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Major hospitals phase out anesthetic drug once favored by doctors: 'We haven't looked back'

"If you don't have a healthy environment, you don't have healthy patients."

"If you don't have a healthy environment, you don't have healthy patients."

Photo Credit: iStock

Imagine waking up from surgery feeling refreshed, with minimal side effects.

As reported by Phys.org, hospitals in the Philadelphia area are making that a reality by phasing out problematic anesthesia options that also happen to be planet-warming gases as part of a broader effort to reduce their carbon footprint.

Desflurane, a potent warming agent, can hang around in our atmosphere for 14 years after dispersing. Due to its quick elimination from the body, it traditionally has been used for anesthesia, but it can cause side effects such as nausea and lung irritation.

However, hospitals have found safer alternatives like sevoflurane, which leaves the atmosphere after a year of being dispersed and has shown to be less irritating to patients.

Bridget Ruscito, the department of anesthesiology chair at Princeton Medical Center, spearheaded the initiative to eliminate Desflurane in 2021. She asked her department, "Would anyone care if we got rid of it entirely?" without any objection, as Phys.org reported.

"We haven't looked back [since]," said Ruscito.

Some hospitals are opting for IV anesthesia drugs to eliminate pollution altogether as part of the national health sector climate pledge to cut heat-trapping gases in half by 2030 and eliminate them by 2050. This is a significant commitment, considering that operating hospitals currently contribute around 5% of planet-warming gas pollution globally, per a study in Health Affairs.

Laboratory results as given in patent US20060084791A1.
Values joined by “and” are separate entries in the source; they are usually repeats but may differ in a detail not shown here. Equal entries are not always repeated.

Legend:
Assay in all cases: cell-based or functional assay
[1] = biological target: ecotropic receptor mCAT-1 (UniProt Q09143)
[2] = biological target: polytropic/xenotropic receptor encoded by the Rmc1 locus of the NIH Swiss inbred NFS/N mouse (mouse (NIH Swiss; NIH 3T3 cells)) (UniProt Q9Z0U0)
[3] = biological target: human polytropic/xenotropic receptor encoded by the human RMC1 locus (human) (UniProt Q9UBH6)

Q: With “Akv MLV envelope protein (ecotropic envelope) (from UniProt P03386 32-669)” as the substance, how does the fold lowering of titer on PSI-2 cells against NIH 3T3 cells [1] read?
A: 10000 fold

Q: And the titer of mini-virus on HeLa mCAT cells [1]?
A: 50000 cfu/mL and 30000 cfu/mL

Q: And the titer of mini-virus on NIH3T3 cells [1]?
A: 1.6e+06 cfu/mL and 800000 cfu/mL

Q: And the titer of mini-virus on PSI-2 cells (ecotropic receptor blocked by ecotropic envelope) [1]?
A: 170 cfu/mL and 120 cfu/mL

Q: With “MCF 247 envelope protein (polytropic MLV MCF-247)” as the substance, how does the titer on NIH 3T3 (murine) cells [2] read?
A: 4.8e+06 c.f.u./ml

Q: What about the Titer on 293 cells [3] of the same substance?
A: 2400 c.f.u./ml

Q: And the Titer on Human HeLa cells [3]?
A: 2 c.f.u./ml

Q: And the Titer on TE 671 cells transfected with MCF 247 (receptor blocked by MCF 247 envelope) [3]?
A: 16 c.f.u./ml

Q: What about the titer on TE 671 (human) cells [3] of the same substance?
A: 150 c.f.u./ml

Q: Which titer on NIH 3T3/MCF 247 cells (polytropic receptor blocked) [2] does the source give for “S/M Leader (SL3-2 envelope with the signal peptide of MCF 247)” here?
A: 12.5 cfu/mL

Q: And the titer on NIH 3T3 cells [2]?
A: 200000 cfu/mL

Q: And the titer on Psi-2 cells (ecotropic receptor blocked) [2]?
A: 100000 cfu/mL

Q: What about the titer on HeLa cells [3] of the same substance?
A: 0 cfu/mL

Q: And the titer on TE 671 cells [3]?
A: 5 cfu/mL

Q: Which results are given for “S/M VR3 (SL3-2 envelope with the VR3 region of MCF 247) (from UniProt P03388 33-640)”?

Efforts like these, along with other great ones we're seeing, like oil refineries cutting down on cancer-causing pollution and mammoth-sized carbon-capturing plants removing carbon from the atmosphere, will continue to help clean up the air and cool down our planet. 

Phasing out gases like desflurane also has a financial impact. It could potentially save tens of thousands of dollars for some hospitals, while allowing them to improve patient care, per Phys.org.

Gundersen Health System, located in the U.S. midwest, saved over $5 million last year from the renewable energy projects they implemented in 2014.

"That money gets to go right back into our patient care," said Ariel Brophy, a project manager at Gundersen. "If you don't have a healthy environment, you don't have healthy patients."

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